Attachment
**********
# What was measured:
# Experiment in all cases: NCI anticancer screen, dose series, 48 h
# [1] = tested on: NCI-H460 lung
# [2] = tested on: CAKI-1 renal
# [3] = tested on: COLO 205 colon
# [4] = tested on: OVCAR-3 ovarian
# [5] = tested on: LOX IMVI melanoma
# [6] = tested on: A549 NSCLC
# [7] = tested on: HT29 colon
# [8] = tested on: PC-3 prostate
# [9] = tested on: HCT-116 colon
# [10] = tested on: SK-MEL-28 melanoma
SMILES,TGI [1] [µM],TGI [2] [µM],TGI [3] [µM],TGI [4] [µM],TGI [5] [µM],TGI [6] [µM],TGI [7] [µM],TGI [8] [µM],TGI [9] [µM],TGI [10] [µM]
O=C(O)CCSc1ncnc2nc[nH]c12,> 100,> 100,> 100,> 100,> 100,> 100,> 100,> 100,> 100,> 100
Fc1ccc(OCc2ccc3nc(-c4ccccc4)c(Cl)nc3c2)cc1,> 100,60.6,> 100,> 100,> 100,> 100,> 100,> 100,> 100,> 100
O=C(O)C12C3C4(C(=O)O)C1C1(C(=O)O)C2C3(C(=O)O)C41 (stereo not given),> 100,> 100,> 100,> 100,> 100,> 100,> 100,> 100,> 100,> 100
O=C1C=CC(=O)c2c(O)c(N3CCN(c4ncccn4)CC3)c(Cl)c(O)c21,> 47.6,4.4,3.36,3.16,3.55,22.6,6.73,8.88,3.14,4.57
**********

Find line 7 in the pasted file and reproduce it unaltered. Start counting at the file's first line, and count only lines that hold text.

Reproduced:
# [5] = tested on: LOX IMVI melanoma